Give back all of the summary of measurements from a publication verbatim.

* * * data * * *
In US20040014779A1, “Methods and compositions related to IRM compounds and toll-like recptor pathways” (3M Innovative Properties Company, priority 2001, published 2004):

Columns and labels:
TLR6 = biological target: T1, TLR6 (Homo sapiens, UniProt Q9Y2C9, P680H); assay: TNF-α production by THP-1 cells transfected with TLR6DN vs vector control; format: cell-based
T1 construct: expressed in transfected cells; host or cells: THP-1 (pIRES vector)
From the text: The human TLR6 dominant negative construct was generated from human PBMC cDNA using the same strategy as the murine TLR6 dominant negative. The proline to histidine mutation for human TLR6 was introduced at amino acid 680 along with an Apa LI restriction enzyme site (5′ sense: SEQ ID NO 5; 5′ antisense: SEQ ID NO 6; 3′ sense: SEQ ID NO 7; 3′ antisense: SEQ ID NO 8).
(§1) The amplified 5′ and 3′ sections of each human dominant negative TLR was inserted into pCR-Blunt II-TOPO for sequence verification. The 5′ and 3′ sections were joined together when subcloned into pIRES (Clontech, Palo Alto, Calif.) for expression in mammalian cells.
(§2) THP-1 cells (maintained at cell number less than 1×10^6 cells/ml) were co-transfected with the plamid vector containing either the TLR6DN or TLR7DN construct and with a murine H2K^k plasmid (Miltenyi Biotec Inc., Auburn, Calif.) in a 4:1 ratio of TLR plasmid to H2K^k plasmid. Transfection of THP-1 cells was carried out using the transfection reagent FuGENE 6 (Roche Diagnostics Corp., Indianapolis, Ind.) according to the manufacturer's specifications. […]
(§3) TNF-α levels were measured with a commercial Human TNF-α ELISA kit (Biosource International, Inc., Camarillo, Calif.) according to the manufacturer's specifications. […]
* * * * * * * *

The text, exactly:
In US20040014779A1, “Methods and compositions related to IRM compounds and toll-like recptor pathways” (3M Innovative Properties Company, priority 2001, published 2004):

Columns and labels:
TLR6 = biological target: T1, TLR6 (Homo sapiens, UniProt Q9Y2C9, P680H); assay: TNF-α production by THP-1 cells transfected with TLR6DN vs vector control; format: cell-based
T1 construct: expressed in transfected cells; host or cells: THP-1 (pIRES vector)
From the text: The human TLR6 dominant negative construct was generated from human PBMC cDNA using the same strategy as the murine TLR6 dominant negative. The proline to histidine mutation for human TLR6 was introduced at amino acid 680 along with an Apa LI restriction enzyme site (5′ sense: SEQ ID NO 5; 5′ antisense: SEQ ID NO 6; 3′ sense: SEQ ID NO 7; 3′ antisense: SEQ ID NO 8).
(§1) The amplified 5′ and 3′ sections of each human dominant negative TLR was inserted into pCR-Blunt II-TOPO for sequence verification. The 5′ and 3′ sections were joined together when subcloned into pIRES (Clontech, Palo Alto, Calif.) for expression in mammalian cells.
(§2) THP-1 cells (maintained at cell number less than 1×10^6 cells/ml) were co-transfected with the plamid vector containing either the TLR6DN or TLR7DN construct and with a murine H2K^k plasmid (Miltenyi Biotec Inc., Auburn, Calif.) in a 4:1 ratio of TLR plasmid to H2K^k plasmid. Transfection of THP-1 cells was carried out using the transfection reagent FuGENE 6 (Roche Diagnostics Corp., Indianapolis, Ind.) according to the manufacturer's specifications. […]
(§3) TNF-α levels were measured with a commercial Human TNF-α ELISA kit (Biosource International, Inc., Camarillo, Calif.) according to the manufacturer's specifications. […]